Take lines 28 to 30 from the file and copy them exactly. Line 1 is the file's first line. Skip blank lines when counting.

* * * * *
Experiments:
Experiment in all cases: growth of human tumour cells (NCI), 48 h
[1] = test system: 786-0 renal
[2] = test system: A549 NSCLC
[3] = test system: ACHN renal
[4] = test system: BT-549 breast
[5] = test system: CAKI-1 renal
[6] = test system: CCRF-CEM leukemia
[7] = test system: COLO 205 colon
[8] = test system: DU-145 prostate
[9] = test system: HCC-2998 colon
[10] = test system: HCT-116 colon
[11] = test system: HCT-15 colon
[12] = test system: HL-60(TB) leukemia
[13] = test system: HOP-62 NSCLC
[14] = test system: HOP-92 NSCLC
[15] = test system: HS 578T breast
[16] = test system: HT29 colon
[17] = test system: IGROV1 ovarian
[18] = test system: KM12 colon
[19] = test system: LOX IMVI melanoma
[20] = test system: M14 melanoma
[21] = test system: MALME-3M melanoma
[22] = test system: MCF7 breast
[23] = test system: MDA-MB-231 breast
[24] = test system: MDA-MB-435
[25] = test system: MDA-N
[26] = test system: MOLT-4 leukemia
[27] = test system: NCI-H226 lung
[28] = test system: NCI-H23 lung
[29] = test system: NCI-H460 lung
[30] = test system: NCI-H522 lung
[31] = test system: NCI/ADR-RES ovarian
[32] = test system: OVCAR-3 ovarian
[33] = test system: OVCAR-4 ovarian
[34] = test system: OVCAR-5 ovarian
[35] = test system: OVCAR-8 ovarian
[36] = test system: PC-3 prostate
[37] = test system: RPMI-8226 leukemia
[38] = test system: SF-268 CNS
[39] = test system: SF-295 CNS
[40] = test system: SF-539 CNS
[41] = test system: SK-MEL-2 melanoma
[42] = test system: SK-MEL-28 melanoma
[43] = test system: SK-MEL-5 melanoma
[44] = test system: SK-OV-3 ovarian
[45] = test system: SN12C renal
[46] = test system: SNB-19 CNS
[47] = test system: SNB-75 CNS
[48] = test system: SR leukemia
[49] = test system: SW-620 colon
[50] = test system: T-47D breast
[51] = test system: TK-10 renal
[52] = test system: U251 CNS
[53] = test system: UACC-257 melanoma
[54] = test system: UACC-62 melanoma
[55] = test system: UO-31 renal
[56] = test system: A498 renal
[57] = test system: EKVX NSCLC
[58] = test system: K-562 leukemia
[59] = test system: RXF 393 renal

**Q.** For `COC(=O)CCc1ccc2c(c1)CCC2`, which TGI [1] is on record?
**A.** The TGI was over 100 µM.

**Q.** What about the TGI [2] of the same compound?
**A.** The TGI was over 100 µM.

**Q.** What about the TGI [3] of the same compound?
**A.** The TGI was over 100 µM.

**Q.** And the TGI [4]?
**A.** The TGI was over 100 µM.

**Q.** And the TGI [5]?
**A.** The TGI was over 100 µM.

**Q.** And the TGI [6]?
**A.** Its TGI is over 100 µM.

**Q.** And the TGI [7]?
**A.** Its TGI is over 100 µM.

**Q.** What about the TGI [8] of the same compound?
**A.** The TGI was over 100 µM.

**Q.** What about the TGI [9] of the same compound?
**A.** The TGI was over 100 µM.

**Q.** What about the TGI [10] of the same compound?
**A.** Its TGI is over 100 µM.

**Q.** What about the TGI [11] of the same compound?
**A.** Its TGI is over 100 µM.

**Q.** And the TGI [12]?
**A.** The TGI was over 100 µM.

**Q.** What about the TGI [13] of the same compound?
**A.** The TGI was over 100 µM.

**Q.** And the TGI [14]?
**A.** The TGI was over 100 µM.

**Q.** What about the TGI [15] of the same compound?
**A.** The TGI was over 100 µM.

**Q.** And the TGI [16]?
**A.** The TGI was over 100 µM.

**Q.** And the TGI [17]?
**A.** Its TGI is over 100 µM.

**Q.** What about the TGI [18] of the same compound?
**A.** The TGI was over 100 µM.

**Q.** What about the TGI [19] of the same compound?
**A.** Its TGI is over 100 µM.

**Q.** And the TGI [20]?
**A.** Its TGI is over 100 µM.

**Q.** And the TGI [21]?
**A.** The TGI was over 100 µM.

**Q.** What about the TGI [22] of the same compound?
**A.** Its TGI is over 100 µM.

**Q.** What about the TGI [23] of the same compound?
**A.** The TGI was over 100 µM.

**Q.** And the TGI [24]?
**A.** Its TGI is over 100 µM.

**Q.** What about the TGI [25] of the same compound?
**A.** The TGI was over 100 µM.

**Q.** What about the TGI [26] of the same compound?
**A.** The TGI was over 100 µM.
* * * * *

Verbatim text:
[26] = test system: MOLT-4 leukemia
[27] = test system: NCI-H226 lung
[28] = test system: NCI-H23 lung